The respondent argues that we cannot make the credibility determinations that are necessary in determining whether the petitioner was prejudiced. He argues: “In applying the three-pronged test for determining whether Moore's failure to make a specific recommendation regarding [the trial court's] plea offer prejudiced the petitioner for Sixth Amendment purposes, the [respondent] does not dispute that the record is sufficient for this court to consider the prong that concerns whether [the trial court] would have continued to extend the offer after it was initially rejected by the petitioner; Ebron [v. Commissioner of Correction, 307 Conn. 342, 352, 53 A.3d 983 (2012), cert. denied sub nom. Arnone v. Ebron, ––– U.S. ––––, 133 S.Ct. 1726, 185 L.Ed.2d 802 (2013) ]; given [Moore's] uncontested testimony that the judge held the offer open until the start of trial․ The [respondent] also does not dispute that the record is adequate for this court to find, pursuant to another prong of the test, that the offer[ed] sentence of nine years to serve would have been less severe than the thirty-five year total effective sentence that the petitioner received as a result of his convictions at trial. However, the record is lacking regarding the final prong of the test, which is whether the petitioner would have accepted the offer had [Moore] recommended that he do so. The petitioner asserts that he would have accepted the offer ․ [b]ut only the habeas court, as the trier of fact, is in a position to assess the petitioner's believability on this matter and make the necessary credibility determination․” (Citations omitted.)
The petitioner contends that we can presume prejudice on the basis of the record because it is uncontested that he was willing to take a plea deal because he asked Moore to try to negotiate a deal that required him to serve a term of six years, and he was not insisting on going to trial. Citing Missouri v. Frye, supra, 132 S.Ct. at 1409, he argues that in this case there is no need for a credibility determination because he need not prove that he would have accepted the court's offer because the standard set forth in Frye requires only that he demonstrate a reasonable probability that he would have accepted such offer. We agree with the respondent that the habeas court is in the best position to determine whether it is reasonably likely that the petitioner would have accepted the offer had he received adequate advice from Moore.
The judgment is reversed in part and the case is remanded for further proceedings on the issue of whether the petitioner was prejudiced by counsel's deficient performance. In the event that the habeas court finds that the petitioner has established prejudice, and no timely appeal is taken from that decision, the judgment is reversed and the case is remanded with direction to grant the petition for a writ of habeas corpus. In the event that the habeas court finds that the petitioner has failed to demonstrate prejudice, and no timely appeal is taken from that decision, the judgment is reversed only as to form and the court is ordered to render judgment denying rather than dismissing the petition as it relates to the claim that Moore provided ineffective assistance of counsel.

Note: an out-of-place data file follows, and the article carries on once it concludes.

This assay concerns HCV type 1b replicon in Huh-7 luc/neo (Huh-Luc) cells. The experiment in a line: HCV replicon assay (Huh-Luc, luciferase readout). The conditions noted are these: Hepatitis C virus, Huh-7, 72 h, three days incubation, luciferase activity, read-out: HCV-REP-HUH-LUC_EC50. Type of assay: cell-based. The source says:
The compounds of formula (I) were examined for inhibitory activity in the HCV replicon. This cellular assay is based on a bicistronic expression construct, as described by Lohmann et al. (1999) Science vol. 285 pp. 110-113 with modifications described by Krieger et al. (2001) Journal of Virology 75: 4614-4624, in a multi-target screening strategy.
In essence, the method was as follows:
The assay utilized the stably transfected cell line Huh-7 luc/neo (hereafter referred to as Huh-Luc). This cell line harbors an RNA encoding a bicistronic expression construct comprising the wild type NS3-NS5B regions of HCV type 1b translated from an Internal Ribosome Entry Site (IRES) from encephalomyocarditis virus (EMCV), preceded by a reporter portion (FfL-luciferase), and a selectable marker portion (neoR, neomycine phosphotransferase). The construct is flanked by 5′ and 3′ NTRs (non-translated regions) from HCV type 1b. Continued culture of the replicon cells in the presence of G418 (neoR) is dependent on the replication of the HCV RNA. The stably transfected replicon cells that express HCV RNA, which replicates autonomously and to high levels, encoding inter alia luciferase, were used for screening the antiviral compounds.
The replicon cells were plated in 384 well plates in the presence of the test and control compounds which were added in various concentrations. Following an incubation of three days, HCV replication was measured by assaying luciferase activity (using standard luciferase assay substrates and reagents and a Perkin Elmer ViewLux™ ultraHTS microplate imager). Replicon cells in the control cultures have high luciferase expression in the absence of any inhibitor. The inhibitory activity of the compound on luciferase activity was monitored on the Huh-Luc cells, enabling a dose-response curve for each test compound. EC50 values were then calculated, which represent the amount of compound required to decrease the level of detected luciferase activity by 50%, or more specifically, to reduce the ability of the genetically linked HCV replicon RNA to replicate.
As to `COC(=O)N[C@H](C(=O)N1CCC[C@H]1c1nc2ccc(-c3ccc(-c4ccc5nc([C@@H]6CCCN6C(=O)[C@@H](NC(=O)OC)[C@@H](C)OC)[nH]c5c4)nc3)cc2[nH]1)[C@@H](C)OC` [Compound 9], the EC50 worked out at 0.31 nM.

In this opinion the other judges concurred.
* * *
1. Because we conclude that the court improperly, sua sponte, raised the issue of deliberate bypass and that the petitioner proved in the habeas court that Moore's performance was deficient concerning the plea offer, we also conclude that we need not consider the issue of whether Neary's performance was deficient for failing to pursue the issue of Moore's performance.
2. The petitioner was convicted of attempt to commit murder in violation of General Statutes §§ 53a–49 (a)(2) and 53a–54a, conspiracy to commit murder in violation of General Statutes §§ 53a–48 (a) and 53a–54a, two counts of assault in the first degree in violation of General Statutes § 53a–59 (a)(1), and alteration of a firearm identification number in violation of General Statutes § 29–36.
3. We note that the petitioner argues in his reply brief that he did not knowingly and voluntarily decline to pursue this claim and that this is demonstrated by Neary's testimony that he specifically told the petitioner that such claims could be raised in a later habeas proceeding.
4. We offer no opinion on the status of the doctrine of deliberate bypass in habeas proceedings alleging ineffective assistance of counsel, but we note that our Supreme Court has most recently discussed that issue in Crawford v. Commissioner of Correction, 294 Conn. 165, 180–90, 982 A.2d 620 (2009).
5. Reasonable prior written notice of and the opportunity to be heard concerning a claim or defense are fundamental aspects of procedural due process. See, e.g., Connolly v. Connolly, 191 Conn. 468, 475, 464 A.2d 837 (1983) (“[t]he purpose of requiring written motions is not only the orderly administration of justice; see Malone v. Steinberg, 138 Conn. 718, 721, 89 A.2d 213 ; but the fundamental requirement of due process of law. Winick v. Winick, [153 Conn. 294, 299, 216 A.2d 185 (1965) ]”).
6. Although the court dismissed the petition as it related to the ineffective assistance claim concerning Moore, it nonetheless examined whether Moore was ineffective when it reviewed the petitioner's claims concerning former habeas counsel, which alleged that they were ineffective for failing to pursue ineffective assistance claims concerning Moore.